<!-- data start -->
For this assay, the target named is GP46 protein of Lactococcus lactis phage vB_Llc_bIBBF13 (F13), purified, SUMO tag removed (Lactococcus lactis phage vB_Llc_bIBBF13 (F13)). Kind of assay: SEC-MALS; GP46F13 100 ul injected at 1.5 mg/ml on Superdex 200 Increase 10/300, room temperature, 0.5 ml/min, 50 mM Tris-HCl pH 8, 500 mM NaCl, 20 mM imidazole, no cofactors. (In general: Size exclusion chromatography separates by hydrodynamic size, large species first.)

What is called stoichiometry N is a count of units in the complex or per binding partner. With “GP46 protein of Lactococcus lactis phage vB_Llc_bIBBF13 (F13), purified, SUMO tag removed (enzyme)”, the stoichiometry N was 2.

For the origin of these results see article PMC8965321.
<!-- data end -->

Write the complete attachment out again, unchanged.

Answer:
For this assay, the target named is GP46 protein of Lactococcus lactis phage vB_Llc_bIBBF13 (F13), purified, SUMO tag removed (Lactococcus lactis phage vB_Llc_bIBBF13 (F13)). Kind of assay: SEC-MALS; GP46F13 100 ul injected at 1.5 mg/ml on Superdex 200 Increase 10/300, room temperature, 0.5 ml/min, 50 mM Tris-HCl pH 8, 500 mM NaCl, 20 mM imidazole, no cofactors. (In general: Size exclusion chromatography separates by hydrodynamic size, large species first.)

What is called stoichiometry N is a count of units in the complex or per binding partner. With “GP46 protein of Lactococcus lactis phage vB_Llc_bIBBF13 (F13), purified, SUMO tag removed (enzyme)”, the stoichiometry N was 2.

For the origin of these results see article PMC8965321.